Glider accident 73rd Troop Carrier Squadron/434th TCG 21 February 1944
The 434th Troop Carrier Group arrived in the European Theatre of Operations on October
7th, 1943. She was the first Troop Carrier Group to arrive in England.
The Group was made out of four squadrons. The 71st, 72nd, 73rd and 74th Troop Carrier
The group continued training for the day of the invasion of Western Europe.
The evening of February 21st called for another training flight. Eight C-47s with
gliders were ready for take off. The 434th TCG would fly mainly glider missions to
Normandy some months later.
Glider 42-77432 was flown by F/O Leon C. Doelger and F/O George F. Heath flew as
co-pilot. They were flying in the end of the formation, the No. 8 position. Take
off was normal and the flight proceeded as planned.
F/O Doelger stated: I cut loose from tow plane a few seconds after No. 7 released.
Made a normal turn to the left, speed of 105 MPH. Slowed glider speed with use of
spoilers and also to avoid getting to close to No. 7 glider.
On the final approach I stayed to the right and to the rear of No. 7. It was then
I came into the prop-wash causing a loss of 150’. Believing I was still making the
proper approach I began holding the glider off the ground as long as possible to
make up for the lost altitude. Looking to the ground I could see nothing, it was
then we hit C-47 # 42-100507 causing damage to the left wing tip, left wing, left
de-icer boot and aileron. Then our right wing hit the other C-47 # 2-24039 damaging
the left wing and wing tip, the left propeller and aileron and accessory cowling
section, that swung the glider around the front of the plane causing damage to the
right wing leading edge and de-icer boot.
The glider damage was: right wing smashed and loose in it’s connection to the fuselage,
left wing badly torn and also loose from the fuselage. Fuselage at the wing boots
was bent and torn and the pilots greenhouse was damaged slightly. The right hand
door didn’t open.
The fuselage was slightly bent.
The accident investigation officers concluded that:
The pilot of the glider failed to release at the proper time and landed short of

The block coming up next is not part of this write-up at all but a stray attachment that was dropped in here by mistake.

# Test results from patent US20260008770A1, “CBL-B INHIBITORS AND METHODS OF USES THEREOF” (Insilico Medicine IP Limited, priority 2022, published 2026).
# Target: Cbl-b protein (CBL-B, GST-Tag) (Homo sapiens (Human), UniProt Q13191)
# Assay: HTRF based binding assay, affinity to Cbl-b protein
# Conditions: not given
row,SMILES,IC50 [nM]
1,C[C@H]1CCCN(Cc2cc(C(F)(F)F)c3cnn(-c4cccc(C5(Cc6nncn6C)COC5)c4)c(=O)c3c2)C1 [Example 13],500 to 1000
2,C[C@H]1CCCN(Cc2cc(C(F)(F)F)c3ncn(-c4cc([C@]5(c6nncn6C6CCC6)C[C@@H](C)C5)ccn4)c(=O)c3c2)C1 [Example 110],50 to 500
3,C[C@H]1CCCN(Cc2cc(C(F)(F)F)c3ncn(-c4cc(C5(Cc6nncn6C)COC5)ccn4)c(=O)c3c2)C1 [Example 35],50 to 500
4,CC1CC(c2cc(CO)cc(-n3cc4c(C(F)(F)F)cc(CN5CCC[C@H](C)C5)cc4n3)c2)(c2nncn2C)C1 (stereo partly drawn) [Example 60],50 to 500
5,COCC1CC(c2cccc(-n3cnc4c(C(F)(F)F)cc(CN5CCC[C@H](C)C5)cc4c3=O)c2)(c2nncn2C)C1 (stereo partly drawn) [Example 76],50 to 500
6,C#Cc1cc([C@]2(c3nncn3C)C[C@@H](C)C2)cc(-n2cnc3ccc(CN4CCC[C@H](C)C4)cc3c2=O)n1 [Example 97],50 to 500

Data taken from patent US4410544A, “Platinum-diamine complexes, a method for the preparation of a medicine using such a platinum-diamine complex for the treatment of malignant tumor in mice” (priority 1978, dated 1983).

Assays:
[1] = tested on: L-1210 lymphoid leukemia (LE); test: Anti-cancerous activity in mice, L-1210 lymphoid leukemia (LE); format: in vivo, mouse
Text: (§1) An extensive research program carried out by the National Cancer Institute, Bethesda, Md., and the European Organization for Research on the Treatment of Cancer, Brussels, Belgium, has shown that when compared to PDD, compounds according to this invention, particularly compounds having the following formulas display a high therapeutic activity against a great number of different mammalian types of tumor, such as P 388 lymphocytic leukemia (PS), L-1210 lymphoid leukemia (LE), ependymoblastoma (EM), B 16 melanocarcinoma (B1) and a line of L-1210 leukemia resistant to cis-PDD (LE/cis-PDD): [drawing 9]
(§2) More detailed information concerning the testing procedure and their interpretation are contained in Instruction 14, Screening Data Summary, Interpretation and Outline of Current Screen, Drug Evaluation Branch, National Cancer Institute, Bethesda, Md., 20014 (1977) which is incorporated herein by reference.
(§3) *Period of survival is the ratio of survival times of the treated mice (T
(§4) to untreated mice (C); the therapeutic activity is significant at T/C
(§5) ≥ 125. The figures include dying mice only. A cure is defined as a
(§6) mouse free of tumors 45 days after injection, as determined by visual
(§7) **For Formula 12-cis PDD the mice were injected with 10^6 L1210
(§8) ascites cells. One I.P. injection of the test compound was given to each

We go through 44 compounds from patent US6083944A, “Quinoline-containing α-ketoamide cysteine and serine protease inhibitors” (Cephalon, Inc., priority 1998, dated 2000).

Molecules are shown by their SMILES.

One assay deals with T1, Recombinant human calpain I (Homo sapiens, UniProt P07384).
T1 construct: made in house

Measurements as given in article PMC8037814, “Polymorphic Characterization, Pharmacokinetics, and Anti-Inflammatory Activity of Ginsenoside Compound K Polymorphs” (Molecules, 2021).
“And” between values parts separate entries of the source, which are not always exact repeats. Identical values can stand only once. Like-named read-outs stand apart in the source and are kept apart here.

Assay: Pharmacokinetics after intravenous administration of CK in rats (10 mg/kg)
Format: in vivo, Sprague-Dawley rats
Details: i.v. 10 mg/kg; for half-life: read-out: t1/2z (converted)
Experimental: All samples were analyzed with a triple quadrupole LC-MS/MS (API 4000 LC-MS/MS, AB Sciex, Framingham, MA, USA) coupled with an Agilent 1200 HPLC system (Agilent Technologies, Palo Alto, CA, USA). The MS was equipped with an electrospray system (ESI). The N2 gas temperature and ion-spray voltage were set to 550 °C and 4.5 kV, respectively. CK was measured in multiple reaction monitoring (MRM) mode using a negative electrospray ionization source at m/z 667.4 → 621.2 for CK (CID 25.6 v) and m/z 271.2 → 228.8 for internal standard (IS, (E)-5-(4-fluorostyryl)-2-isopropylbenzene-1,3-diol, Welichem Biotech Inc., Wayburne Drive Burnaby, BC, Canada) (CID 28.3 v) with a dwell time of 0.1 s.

his objective. Prop-wash may have contributed to loss of altitude but was only indirectly
responsible for the accident.
F/O Doelger had at the time of the accident 60:25 hours flight experience with gliders.
2:05 hours were night flights and those were flown in the previous 30 days.
The investigation officers recommended that the pilot was given more night training.
Eventually, F/O Doelger flew a glider to Normandy during the ‘Keokuk” mission on
the evening of June 6th 1944. F/O Michael A. Treichak flew as co-pilot on that mission.
C-47 # 42-24039 flew another day. It seems that the plane was transferred to the
436th Troop Carrier Group later in the war. The picture of the damaged tail comes
from the collection of a 436th TCG navigator. The damage visible in the circles is
caused during the Market Garden operation.
C-47 # 42-100507 was at the end of the war involved in an accident. The plane was
then in service of the 71st Troop Carrier Squadron. The pilot at the time of that
accident was Herman R. Fonseca.
Information on this accident will follow later.
Photo left shows the tail section of 42-24039. This photo shows damage suffered during
the Market Garden operation. The plane was in service with the 436th Troop Carrier
Group at that moment.
Visible on the tail is the old radio call sign when the plane was in service with
the 434th Troop Carrier Group. The V is painted over the roughly overpainted H.
Photo courtesy T. Vail.
On the webmasters previous website, following was posted by Mr. Litke, 71st Troop
Carrier Squadron veteran:
Fonseca was leading a small formation into an abandoned grass airstrip He peeled
off into a 180 turn and approached the center line of the rather short field. I was
#2 ship and followed at about a 5 second interval. Fonseca touched down and his a/c
immediately stopped and went tail up ending on it’s nose. I immediately pulled up
and led formation in a circle of the field and attempted to locate a drier spot to
land on. In less then a minute Fonseca came up on the radio stating he was OK and
pointing out a less muddy part of the field to land on. Mission completed, no injuries,
damaged a/c abandoned. Capt Marvin Litke 71st TcSq,